NEW 10YETIS SURVEY REVEALS MOST NEGLECTED AREAS OF BUSINESS
Though the risk of starting a business will always be massive, digital public relations agency 10Yetis conducted a survey to help business owners minimize this risk to the greatest extent possible. The respondents were asked to choose which facets of their businesses they felt were neglected the most.
The resulting data revealed the following most frequently appearing answers: employee happiness and welfare (41%), marketing (32%), staff training (25%), finances (16%) and customer service (14%). The amount of small business owners ignoring employee satisfaction is alarming, as founder of 10Yetis Andy Barr says, “As a business owner, you never want to feel like you are neglecting any area of your business. Sometimes, time can run away from you and, before you know it, those things you should’ve been prioritising have fallen by the wayside. We didn’t expect to see employee welfare and happiness at the top of the neglected list, as if you don’t look after your staff then your business will ultimately suffer.”
Though two-fifths of all respondents admitting to ignorance of employee happiness is disturbing, the survey also uncovered a more promising statistic: 62% of those who believed they were not giving enough attention to the morale of their employees are seeking to implement a system which would ensure the contentment of their staff.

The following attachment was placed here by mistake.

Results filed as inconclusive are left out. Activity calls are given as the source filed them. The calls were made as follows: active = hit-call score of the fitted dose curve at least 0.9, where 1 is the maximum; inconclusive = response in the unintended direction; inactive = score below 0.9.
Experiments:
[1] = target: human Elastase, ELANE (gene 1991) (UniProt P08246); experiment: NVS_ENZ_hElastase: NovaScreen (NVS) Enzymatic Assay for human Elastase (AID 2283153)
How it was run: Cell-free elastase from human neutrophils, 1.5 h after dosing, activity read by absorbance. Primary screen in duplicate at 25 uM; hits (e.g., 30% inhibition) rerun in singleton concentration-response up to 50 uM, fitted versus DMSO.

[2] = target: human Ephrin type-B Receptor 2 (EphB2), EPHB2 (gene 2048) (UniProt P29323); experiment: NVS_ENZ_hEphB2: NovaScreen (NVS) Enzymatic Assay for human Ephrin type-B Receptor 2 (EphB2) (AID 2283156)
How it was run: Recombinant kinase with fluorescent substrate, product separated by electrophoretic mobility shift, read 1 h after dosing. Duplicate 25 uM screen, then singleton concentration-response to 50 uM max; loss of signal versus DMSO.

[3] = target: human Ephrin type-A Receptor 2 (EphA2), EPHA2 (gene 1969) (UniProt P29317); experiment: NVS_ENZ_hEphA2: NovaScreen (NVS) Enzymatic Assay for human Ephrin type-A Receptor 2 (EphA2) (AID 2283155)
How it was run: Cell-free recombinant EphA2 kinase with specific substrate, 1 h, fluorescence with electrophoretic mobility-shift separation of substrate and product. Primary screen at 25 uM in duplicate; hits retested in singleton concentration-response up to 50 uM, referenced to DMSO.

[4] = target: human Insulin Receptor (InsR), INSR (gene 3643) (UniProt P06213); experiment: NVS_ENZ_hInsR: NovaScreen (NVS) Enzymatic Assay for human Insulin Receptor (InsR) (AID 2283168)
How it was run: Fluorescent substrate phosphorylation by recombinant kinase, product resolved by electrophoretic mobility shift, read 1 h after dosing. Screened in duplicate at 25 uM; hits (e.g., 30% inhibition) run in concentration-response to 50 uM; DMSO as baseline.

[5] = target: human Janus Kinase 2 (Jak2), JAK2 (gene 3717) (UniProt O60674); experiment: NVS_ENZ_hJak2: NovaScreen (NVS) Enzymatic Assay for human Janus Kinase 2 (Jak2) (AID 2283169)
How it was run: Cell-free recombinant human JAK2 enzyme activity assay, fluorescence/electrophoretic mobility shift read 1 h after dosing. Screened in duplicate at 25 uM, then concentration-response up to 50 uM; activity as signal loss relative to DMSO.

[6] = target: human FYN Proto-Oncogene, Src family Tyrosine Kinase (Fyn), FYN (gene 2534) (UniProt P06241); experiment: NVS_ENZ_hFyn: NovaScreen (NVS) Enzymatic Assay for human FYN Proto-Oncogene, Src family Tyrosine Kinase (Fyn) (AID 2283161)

A more discouraging statistic emerged in relation to marketing, the second most-prominently neglected business aspect. Only 41% of all respondents admitted to having a solid marketing and PR plan with regular activity, while 27% confessed to engaging in marketing very infrequently. A follow up question asked in the survey gives some explanation why marketing is treated so carelessly, as 44% of relevant businesses involved with the survey see PR as a response to a crisis as opposed to a tool which can be used to increase brand awareness.
With the revelations from this survey, 10Yetis has equipped small business owners with information which will help them be more cognisant of what is currently being overlooked in their own companies.
The survey consisted of over 600 participants, all of whom were SME or start-up business owners or directors.